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Bach: Five Keyboard ConcertosRamin Bahrami, Gewandhausorchester, Riccardo Chailly (Decca)
We’re spoilt for choice in these concertos; Perahia, Schiff and Hewitt have given us excellent versions, and another new one by Alexandre Tharaud has just been released by Virgin Classics. I prefer Bach’s solo keyboard music played on piano, but I’m willing to concede that period instruments can suit the keyboard concertos better, given the delicious contrast in timbre between harpsichord and bowed strings. These readings, played by the Iranian-born pianist Ramin Bahrami, are good enough to make me never want to hear a harpsichord again. Subtly faster speeds mean that it’s possible to squeeze all five concertos onto one disc. And, combined with Chailly’s immaculate, big-hearted accompaniments, Bahrami’s effortless style and panache make listening to the disc a life-enhancing experience. Bach can be a scarily intense composer, but these pieces are among the most approachable he produced. The many sequential passages sound reassuringly predictable in places. You think you know what’s coming next and start humming along, only to be wrong footed by a quirky modulation or turn of phrase.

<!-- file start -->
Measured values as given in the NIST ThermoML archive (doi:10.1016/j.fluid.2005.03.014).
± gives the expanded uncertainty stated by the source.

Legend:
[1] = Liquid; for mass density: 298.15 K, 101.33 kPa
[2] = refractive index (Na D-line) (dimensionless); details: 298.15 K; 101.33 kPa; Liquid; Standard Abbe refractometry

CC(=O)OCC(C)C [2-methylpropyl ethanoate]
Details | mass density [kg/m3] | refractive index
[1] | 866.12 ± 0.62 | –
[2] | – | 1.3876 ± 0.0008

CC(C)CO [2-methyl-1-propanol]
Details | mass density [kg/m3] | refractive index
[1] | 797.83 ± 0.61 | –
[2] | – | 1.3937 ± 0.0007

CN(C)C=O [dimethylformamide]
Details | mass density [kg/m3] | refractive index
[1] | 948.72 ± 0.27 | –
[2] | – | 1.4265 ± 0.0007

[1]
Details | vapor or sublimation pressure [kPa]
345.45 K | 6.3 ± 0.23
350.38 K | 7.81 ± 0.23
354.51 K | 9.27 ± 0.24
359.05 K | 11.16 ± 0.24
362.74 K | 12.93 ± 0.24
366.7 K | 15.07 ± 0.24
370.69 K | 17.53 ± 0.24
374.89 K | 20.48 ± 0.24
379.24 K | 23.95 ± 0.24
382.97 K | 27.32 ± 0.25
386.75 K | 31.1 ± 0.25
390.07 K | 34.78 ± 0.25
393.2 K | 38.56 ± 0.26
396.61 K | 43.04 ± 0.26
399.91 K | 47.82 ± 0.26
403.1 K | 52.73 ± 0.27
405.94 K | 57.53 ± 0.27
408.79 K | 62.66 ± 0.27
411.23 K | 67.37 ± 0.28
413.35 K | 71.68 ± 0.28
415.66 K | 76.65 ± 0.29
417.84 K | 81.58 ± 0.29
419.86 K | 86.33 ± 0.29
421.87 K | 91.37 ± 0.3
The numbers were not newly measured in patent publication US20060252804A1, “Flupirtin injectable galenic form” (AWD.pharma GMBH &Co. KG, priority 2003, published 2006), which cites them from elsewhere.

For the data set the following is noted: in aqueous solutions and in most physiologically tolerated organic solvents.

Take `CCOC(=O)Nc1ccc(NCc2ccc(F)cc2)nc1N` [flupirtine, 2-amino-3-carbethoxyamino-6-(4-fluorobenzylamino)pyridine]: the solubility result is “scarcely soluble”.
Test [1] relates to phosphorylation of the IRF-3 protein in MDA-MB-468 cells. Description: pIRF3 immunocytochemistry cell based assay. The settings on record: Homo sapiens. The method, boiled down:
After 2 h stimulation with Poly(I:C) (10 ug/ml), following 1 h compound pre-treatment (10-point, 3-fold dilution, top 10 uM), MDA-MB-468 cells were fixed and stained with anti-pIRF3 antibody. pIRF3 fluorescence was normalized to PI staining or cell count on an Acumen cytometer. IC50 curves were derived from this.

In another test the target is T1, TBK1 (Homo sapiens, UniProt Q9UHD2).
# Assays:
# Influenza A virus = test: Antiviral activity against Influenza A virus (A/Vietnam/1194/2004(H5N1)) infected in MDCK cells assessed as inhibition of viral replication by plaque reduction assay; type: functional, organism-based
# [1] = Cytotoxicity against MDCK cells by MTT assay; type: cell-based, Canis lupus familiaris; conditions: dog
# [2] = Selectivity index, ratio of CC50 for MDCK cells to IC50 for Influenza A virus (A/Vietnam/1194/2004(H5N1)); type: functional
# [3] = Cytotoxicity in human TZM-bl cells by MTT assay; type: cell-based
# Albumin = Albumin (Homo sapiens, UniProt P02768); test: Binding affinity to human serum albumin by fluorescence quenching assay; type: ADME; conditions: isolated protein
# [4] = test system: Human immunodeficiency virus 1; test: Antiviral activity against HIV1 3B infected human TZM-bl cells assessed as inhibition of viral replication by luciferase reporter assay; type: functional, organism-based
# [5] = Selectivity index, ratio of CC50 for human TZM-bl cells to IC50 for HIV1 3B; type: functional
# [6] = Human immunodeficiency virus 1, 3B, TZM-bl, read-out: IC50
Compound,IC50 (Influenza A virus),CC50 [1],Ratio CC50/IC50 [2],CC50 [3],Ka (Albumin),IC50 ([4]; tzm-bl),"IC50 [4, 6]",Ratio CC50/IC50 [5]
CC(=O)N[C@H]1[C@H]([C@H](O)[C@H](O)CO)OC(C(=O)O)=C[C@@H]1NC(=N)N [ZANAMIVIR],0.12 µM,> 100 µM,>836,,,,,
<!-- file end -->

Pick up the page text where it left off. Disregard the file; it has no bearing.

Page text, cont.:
Bahrami plays with a jazzy flexibility and real sense of fun; passagework is immaculate and his left hand technique is superb, notably when the D minorconcerto’s main theme bounces around in the bass under right hand trills. He rarely touches the sustaining pedal, so the clarity is dazzling. In less flamboyant mode, Bahrami is compelling – the slow movements of the D major and F minorconcertos offer some of the most poised, musical playing you'll hear. Essential listening - Chailly’s recent modern instrument Bach recordings have all triumphed, and this disc is no exception.
Watch Ramin Bahrami play the Largo from Bach's 5th Keyboard Concerto on Youtube: http://www.youtube.com/watch?feature=player_embedded&v=Iv2Y8MFDJhA